Cintāmaṇi (चिन्तामणि) is the name of an Ayurvedic recipe defined in the fourth volume of the Rasajalanidhi (chapter 2, dealing with jvara: fever). These remedies are classified as Iatrochemistry and form part of the ancient Indian science known as Rasaśāstra (medical alchemy). However, as an ayurveda treatment, it should be taken twith caution and in accordance with rules laid down in the texts.
Accordingly, when using such recipes (e.g., cintāmaṇi-rasa): “the minerals (uparasa), poisons (viṣa), and other drugs (except herbs), referred to as ingredients of medicines, are to be duly purified and incinerated, as the case may be, in accordance with the processes laid out in the texts.” (see introduction to Iatro chemical medicines)
Rasashastra (रसशास्त्र, rasaśāstra) is an important branch of Ayurveda, specialising in chemical interactions with herbs, metals and minerals. Some texts combine yogic and tantric practices with various alchemical operations. The ultimate goal of Rasashastra is not only to preserve and prolong life, but also to bestow wealth upon humankind.
Theravada (major branch of Buddhism)Source: Pali Kanon: Pali Proper Names
1. Cintamani, Cintamanika - The name of a Vijja, whereby the thoughts of others can be read by observing them. DA.ii.389; AA.i.399.
2. Cintamani - Wife of the Treasurer Gandha. When Bhattabhatika had fulfilled his contract with Gandha, the latter ordered that all the members of his household, with the exception of Cintamani, should wait on Bhattabhatika. DhA.iii.90.
Theravāda is a major branch of Buddhism having the the Pali canon (tipitaka) as their canonical literature, which includes the vinaya-pitaka (monastic rules), the sutta-pitaka (Buddhist sermons) and the abhidhamma-pitaka (philosophy and psychology).
Mahayana (major branch of Buddhism)Source: Wisdom Library: Maha Prajnaparamita Sastra
Cintāmaṇi (चिन्तामणि) refers to a type of jewel (ratna), into which the universe was transformed by the Buddha’s miraculous power (ṛddhibala) according to the 2nd century Mahāprajñāpāramitāśāstra (chapter XV). Accordingly, “The cintāmaṇi comes from the Buddha’s relics (buddhaśarīra); when the Dharma will have disappeared, all the Buddha’s relics will change into cintāmani. Similarly, at the end of a thousand years, water will change into crystal (sphoṭika, sphaṭika) pearls”.
Note: these are precious stone that grants all the wishes of its owner.
Also, “These jewels (eg, cintāmaṇi) are of three types, Human jewels (manuṣya-ratna), Divine jewels (divya-ratna) and Bodhisattva jewels (bodhisattva-ratna). These various jewels remove the poverty (dāridrya) and the suffering (duḥkha) of beings”.
Mahayana (महायान, mahāyāna) is a major branch of Buddhism focusing on the path of a Bodhisattva (spiritual aspirants/ enlightened beings). Extant literature is vast and primarely composed in the Sanskrit language. There are many sūtras of which some of the earliest are the various Prajñāpāramitā sūtras.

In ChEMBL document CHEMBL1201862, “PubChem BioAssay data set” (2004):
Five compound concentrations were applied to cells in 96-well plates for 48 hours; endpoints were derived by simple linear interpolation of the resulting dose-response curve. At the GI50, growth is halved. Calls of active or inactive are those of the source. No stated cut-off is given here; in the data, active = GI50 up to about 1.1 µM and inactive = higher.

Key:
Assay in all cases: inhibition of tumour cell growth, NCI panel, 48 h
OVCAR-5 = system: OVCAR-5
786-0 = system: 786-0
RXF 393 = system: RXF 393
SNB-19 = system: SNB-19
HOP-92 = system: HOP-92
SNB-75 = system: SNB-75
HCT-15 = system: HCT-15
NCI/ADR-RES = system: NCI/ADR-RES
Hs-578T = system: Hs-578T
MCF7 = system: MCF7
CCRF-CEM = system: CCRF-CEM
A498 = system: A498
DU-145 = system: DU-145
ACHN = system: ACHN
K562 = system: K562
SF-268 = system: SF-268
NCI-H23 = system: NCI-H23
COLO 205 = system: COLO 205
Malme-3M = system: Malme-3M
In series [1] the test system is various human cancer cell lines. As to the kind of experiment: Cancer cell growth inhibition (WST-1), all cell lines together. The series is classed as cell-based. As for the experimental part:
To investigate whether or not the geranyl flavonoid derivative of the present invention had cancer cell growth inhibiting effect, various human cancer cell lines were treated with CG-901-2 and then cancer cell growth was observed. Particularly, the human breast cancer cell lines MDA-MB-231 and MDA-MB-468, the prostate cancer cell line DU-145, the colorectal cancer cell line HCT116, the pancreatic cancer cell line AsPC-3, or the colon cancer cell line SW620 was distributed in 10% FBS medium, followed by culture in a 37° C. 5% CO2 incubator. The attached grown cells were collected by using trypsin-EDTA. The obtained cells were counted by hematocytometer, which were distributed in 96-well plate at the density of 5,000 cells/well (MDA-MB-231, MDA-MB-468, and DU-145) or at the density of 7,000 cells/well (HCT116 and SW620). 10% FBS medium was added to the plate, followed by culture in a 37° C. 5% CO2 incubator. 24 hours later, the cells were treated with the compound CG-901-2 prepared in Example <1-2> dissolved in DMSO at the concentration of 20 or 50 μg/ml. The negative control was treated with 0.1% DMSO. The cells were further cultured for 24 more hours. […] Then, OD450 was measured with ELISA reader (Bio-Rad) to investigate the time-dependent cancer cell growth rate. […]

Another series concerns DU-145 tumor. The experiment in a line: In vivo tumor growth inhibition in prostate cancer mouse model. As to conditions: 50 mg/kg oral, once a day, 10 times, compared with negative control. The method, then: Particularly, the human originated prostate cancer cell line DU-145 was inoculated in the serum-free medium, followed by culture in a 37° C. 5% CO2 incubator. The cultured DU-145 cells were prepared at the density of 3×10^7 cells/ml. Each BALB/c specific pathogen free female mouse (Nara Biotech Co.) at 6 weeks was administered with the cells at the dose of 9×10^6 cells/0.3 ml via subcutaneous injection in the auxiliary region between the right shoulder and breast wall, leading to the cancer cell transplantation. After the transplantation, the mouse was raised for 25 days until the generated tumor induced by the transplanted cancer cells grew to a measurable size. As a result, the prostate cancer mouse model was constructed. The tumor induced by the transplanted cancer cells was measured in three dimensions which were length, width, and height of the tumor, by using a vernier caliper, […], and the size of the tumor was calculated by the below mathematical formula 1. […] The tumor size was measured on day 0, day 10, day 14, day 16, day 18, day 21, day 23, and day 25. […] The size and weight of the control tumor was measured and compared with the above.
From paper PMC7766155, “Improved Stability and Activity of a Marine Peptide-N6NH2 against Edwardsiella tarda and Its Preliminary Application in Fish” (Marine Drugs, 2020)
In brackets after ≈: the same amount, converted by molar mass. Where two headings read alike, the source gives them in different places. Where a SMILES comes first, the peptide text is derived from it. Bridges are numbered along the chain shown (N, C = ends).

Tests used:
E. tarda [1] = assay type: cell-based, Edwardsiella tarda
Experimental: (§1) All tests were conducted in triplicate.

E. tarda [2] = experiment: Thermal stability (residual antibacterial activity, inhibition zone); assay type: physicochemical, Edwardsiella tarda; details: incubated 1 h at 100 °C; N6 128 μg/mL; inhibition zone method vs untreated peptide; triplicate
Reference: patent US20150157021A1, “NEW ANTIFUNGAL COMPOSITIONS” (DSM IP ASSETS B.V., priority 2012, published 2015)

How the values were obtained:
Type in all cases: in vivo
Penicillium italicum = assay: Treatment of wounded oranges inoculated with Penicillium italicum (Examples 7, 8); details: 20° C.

Tibetan Buddhism (Vajrayana or tantric Buddhism)Source: archive.org: The Indian Buddhist Iconography
1) Cintāmaṇi (चिन्तामणि) refers to the “wishing Gem” and represents one of the five Kulas (families), according to Guhyasamāja.—[...] The families (kula) owe allegiance to their progenitors who are known as Kuleśas or Lords of Families. In the Guhyasamāja it is said: “The five Kulas (families) are the Dveṣa (hatred), Moha (delusion), Rāga (attachment), Cintāmaṇi (Wishing Gem), and Samaya, (convention) which conduce to the attainment of all desires and emancipation”.
2) Cintāmaṇi (चिन्तामणि) or Cintāmaṇilokeśvara refers to number 94 of the 108 forms of Avalokiteśvara found in the Machhandar Vahal (Kathmanu, Nepal). [Machhandar or Machandar is another name for for Matsyendra.].
“Cintāmaṇi is also similar to [Piṇḍapātra Lokeśvara], except that here he carries the Caitya in his right hand while the empty left is held near his navel.—Piṇḍapātra Lokeśvara is one-faced and two-armed and stands on a lotus. He holds the Piṇḍapātra (the bowl) in his two hands near the navel”.
The names of the 108 deities [viz., Cintāmaṇi] possbily originate from a Tantra included in the Kagyur which is named “the 108 names of Avalokiteshvara”, however it is not yet certain that this is the source for the Nepali descriptions. Tibetan Buddhism includes schools such as Nyingma, Kadampa, Kagyu and Gelug. Their primary canon of literature is divided in two broad categories: The Kangyur, which consists of Buddha’s words, and the Tengyur, which includes commentaries from various sources. Esotericism and tantra techniques (vajrayāna) are collected indepently.
Tibetan Buddhism includes schools such as Nyingma, Kadampa, Kagyu and Gelug. Their primary canon of literature is divided in two broad categories: The Kangyur, which consists of Buddha’s words, and the Tengyur, which includes commentaries from various sources. Esotericism and tantra techniques (vajrayāna) are collected indepently.
General definition (in Buddhism)Source: archive.org: The gods of northern Buddhism
Cintamani (S.) Lit. “magic gem”, which satisfies all desires (v. Mani). It is the special symbol of Kshitigarbha, Samantabhadra, Ratnapani, Ratnasambhava, and Mahakala, as well as of Jizo and the six-armed Nyo-i-rin Kwan-non. Avalokitesvara may also carry it, but rarely, and it is the accessory symbol of several other gods. The cintamani is represented in several different ways.
The mani, or jewels, may be nine in number, in which case they represent the nava ratna, or the nine jewels borrowed from Brahmanism. Or they may represent the sapta raffia, or seven precious jewels, much considered in Tibet and China (v. ratna). The mani may also be six, or only three in number (more frequent in Japan), representing the tri-ratna, Buddha, Dharma, Sangha.